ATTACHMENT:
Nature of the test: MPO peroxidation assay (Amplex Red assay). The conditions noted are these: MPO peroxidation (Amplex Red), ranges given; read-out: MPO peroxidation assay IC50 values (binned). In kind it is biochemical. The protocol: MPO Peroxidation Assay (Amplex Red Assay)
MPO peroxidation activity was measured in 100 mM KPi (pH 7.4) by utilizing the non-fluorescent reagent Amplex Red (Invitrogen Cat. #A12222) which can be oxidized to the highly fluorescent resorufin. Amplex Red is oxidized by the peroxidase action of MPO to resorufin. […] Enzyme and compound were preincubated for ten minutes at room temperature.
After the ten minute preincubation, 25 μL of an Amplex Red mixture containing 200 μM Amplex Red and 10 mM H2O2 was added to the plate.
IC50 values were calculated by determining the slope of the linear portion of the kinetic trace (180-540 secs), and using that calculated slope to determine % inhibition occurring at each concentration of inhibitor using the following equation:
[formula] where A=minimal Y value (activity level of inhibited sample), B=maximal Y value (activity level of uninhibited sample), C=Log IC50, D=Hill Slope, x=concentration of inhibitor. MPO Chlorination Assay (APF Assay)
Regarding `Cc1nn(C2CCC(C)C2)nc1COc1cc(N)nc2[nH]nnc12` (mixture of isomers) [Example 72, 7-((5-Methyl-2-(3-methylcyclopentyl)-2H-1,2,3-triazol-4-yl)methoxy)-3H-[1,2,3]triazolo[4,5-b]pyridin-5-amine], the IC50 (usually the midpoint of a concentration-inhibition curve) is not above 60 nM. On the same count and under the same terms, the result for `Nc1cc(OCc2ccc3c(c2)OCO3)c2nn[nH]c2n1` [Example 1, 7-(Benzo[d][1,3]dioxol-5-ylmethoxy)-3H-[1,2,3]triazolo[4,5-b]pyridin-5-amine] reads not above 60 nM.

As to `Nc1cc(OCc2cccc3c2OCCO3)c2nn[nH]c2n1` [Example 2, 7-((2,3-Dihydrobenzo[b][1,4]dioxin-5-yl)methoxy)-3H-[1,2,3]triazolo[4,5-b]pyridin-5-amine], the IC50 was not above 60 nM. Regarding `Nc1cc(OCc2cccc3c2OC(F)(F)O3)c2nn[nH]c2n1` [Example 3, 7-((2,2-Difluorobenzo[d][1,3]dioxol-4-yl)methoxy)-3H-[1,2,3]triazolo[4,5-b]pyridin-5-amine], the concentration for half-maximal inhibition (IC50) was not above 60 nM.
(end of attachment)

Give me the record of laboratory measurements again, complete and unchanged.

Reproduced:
Nature of the test: MPO peroxidation assay (Amplex Red assay). The conditions noted are these: MPO peroxidation (Amplex Red), ranges given; read-out: MPO peroxidation assay IC50 values (binned). In kind it is biochemical. The protocol: MPO Peroxidation Assay (Amplex Red Assay)
MPO peroxidation activity was measured in 100 mM KPi (pH 7.4) by utilizing the non-fluorescent reagent Amplex Red (Invitrogen Cat. #A12222) which can be oxidized to the highly fluorescent resorufin. Amplex Red is oxidized by the peroxidase action of MPO to resorufin. […] Enzyme and compound were preincubated for ten minutes at room temperature.
After the ten minute preincubation, 25 μL of an Amplex Red mixture containing 200 μM Amplex Red and 10 mM H2O2 was added to the plate.
IC50 values were calculated by determining the slope of the linear portion of the kinetic trace (180-540 secs), and using that calculated slope to determine % inhibition occurring at each concentration of inhibitor using the following equation:
[formula] where A=minimal Y value (activity level of inhibited sample), B=maximal Y value (activity level of uninhibited sample), C=Log IC50, D=Hill Slope, x=concentration of inhibitor. MPO Chlorination Assay (APF Assay)
Regarding `Cc1nn(C2CCC(C)C2)nc1COc1cc(N)nc2[nH]nnc12` (mixture of isomers) [Example 72, 7-((5-Methyl-2-(3-methylcyclopentyl)-2H-1,2,3-triazol-4-yl)methoxy)-3H-[1,2,3]triazolo[4,5-b]pyridin-5-amine], the IC50 (usually the midpoint of a concentration-inhibition curve) is not above 60 nM. On the same count and under the same terms, the result for `Nc1cc(OCc2ccc3c(c2)OCO3)c2nn[nH]c2n1` [Example 1, 7-(Benzo[d][1,3]dioxol-5-ylmethoxy)-3H-[1,2,3]triazolo[4,5-b]pyridin-5-amine] reads not above 60 nM.

As to `Nc1cc(OCc2cccc3c2OCCO3)c2nn[nH]c2n1` [Example 2, 7-((2,3-Dihydrobenzo[b][1,4]dioxin-5-yl)methoxy)-3H-[1,2,3]triazolo[4,5-b]pyridin-5-amine], the IC50 was not above 60 nM. Regarding `Nc1cc(OCc2cccc3c2OC(F)(F)O3)c2nn[nH]c2n1` [Example 3, 7-((2,2-Difluorobenzo[d][1,3]dioxol-4-yl)methoxy)-3H-[1,2,3]triazolo[4,5-b]pyridin-5-amine], the concentration for half-maximal inhibition (IC50) was not above 60 nM.